regulation

The truth about social media for business: It's a risk

April 29, 2013: 6:28 AM ET

Last's week's Twitter-fueled crash erased $136 billion in value in minutes, underscoring concerns about companies' use of social media.

By Verne Kopytoff

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FORTUNE -- A fraudster hacks into a company's Twitter account and posts a phony announcement about sales reaching an all-time high. Shares in the company soar and then quickly crash after investors realize the news was merely a ruse to manipulate the stock price. Companies must, of course, be vigilant in preventing hackers from infiltrating their social media accounts. But that is especially true following the Security and Exchange Commission's decision earlier this month to let businesses disclose important financial information through Twitter and Facebook.

If all goes as expected, millions of investors will turn to social media to get quarterly earnings reports, acquisition announcements, and other "material" information. The idea is to make important corporate updates more accessible to the public, many of whom already spend hours a day on Twitter, Facebook (FB), and LinkedIn (LNKD). The SEC's new guidelines represent a big change. In the past, the agency required companies to make "material" information public only via press release services like Business Wire, regulatory filings, and on their own corporate Web sites.

The addition of social media to the mix creates more risk. Corporate Twitter accounts, in particular, have proven to be vulnerable to hackers. In the past few months, news organizations like CBS, NPR, and Associated Press have all fallen victim. In the case of AP last week, hackers posted a fake report on Twitter about a bombing at the White House, causing the Dow Jones Industrial Average (INDU) to plunge over 140 points -- erasing $136 billion in market value -- within a few minutes until the fraud was exposed. A group allied with the Syrian government claimed responsibility.

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Earlier in the year, hackers also breached the Twitter accounts of Burger King (BKW) and Jeep. Whoever took them over, however, had a sense of humor. A message posted in Burger King's account claimed, falsely, that the company had been acquired by McDonald's (MCD). Meanwhile, Jeep was said to have been bought by Cadillac.

Companies have a self-interest in keeping their social media accounts secure. But the SEC has not issued any specific rules on the matter. In general, the SEC has said that companies "should consider" implementing "controls and procedures" to prevent insiders from posting fraudulent information online. There's no mention of preventing outsiders like hackers from gaining access or any penalties for companies that are careless with security.

"You might get a lot of grief for being idiots, but I don't think you'd get any SEC sanction," says Alan Denenberg, an attorney who specializes in securities law for Davis Polk, a corporate law firm. Companies would be required, however, to quickly correct any misstatement made to investors, he said.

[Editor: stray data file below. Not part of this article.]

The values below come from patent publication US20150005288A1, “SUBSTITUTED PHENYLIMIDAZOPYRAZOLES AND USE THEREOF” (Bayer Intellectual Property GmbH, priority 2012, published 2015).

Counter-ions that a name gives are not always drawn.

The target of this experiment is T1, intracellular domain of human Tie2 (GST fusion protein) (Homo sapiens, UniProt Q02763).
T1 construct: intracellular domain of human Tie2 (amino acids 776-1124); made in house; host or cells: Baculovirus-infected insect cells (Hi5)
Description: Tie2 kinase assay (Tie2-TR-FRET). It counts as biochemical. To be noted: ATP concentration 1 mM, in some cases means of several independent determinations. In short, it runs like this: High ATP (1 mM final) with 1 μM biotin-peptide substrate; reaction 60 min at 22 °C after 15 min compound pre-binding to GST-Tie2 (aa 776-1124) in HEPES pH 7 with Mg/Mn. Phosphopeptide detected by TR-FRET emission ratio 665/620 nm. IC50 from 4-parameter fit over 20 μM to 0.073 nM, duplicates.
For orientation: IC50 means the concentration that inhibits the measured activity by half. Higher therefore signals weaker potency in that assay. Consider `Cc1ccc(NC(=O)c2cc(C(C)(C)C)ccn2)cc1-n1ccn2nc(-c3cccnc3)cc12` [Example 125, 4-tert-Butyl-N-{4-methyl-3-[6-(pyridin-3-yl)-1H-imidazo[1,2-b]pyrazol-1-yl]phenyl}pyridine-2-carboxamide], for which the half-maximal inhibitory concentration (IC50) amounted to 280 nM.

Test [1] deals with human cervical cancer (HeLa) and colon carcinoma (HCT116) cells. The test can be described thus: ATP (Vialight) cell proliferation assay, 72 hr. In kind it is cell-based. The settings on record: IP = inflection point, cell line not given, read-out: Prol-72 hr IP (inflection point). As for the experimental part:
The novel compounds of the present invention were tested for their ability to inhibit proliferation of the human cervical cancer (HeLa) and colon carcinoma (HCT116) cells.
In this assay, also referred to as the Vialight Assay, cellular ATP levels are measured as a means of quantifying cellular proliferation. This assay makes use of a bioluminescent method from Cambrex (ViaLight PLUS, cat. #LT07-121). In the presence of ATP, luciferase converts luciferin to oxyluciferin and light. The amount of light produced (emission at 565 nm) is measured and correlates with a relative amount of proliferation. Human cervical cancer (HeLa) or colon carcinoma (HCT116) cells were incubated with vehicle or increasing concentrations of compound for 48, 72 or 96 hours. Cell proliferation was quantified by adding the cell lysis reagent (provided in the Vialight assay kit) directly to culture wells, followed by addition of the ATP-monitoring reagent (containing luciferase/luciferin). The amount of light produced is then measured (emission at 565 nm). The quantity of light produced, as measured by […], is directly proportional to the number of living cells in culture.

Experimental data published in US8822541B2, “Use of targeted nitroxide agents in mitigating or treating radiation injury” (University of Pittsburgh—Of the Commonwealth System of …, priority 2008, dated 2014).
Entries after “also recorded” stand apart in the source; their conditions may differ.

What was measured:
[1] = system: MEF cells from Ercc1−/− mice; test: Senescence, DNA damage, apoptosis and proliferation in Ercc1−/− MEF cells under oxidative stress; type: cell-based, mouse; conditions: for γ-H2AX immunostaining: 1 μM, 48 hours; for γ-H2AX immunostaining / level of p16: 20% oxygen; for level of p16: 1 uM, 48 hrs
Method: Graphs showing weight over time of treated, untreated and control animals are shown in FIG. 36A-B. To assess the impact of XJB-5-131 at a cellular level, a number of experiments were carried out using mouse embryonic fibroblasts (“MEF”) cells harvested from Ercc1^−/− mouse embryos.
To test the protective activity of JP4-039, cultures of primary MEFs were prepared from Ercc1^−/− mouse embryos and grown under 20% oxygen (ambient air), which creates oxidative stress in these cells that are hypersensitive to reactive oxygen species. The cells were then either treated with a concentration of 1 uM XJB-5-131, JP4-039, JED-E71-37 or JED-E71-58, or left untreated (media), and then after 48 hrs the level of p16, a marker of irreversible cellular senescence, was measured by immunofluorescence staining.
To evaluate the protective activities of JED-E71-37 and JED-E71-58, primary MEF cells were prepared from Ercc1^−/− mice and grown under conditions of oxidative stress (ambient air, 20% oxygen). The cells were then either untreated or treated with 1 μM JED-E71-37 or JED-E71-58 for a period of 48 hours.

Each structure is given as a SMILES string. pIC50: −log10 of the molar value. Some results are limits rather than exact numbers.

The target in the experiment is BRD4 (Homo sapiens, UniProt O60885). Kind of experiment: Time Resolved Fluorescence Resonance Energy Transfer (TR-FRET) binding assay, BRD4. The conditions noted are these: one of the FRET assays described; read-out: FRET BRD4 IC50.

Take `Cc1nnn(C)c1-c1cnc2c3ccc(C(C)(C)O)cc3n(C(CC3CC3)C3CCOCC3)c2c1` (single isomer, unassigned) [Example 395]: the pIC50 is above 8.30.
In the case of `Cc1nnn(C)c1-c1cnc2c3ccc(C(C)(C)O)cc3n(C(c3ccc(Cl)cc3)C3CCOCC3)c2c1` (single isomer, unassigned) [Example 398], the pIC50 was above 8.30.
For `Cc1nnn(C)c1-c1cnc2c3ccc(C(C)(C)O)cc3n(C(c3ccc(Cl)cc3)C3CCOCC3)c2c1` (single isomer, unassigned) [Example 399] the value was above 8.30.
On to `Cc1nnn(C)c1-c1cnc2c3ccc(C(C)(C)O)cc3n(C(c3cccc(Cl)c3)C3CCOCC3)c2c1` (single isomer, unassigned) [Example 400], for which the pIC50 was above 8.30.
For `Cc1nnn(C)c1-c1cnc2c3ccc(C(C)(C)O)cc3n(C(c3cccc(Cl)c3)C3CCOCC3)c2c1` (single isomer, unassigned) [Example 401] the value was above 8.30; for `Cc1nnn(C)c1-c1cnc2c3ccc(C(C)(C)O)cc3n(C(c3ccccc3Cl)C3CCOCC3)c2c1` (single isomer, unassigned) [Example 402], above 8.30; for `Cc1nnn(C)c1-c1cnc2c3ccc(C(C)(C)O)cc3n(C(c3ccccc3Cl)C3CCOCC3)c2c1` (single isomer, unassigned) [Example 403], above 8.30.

Companies planning to use social media for key announcements must tell investors ahead of time, according to the SEC. Everyone will therefore be on an even playing field when it comes to information. Denenberg says that the policy also helps with preventing problems like rogue employee or stock manipulators posting inaccurate information on unofficial accounts. Investors will know to look only to the chief executive's personal Facebook account for official information, for example, and to disregard other social media.

The risk of malfeasants posting fake corporate information isn't entirely new. Over the years, a number of fraudsters have manipulated stock prices by posting phony press releases online. In such cases, the companies and shareholders were considered the victims.

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Terry Hendershott, a professor of finance and information technology at University of California at Berkeley, points out that companies whose social media accounts are hacked aren't entirely immune from consequences. Investors who suffer a financial loss from a hacking can file a civil lawsuit accusing a company of lax security. They would need to prove the company created a weak password, for example, or that an executive lost his mobile phone. "A company would have to show that they took all reasonable precautions," Hendershott says.

Bart Chilton, one of five commissioners with the Commodity Futures Trading Commission, which oversees commodity trading, called for more aggressive regulation to stop hackers from impacting market prices. Companies that allow their social media accounts to be infiltrated -- and hackers to manipulate the market through those accounts -- should be fined. Chilton plans to bring up the issue at the commission's next meeting. He advised the SEC's commissioners to take similar steps, although he has no authority with the agency, which oversees public companies.

Everyone in the market, Chilton says, "should super-size their computer security to ensure that their social media is as safe and secure as everything else they do."

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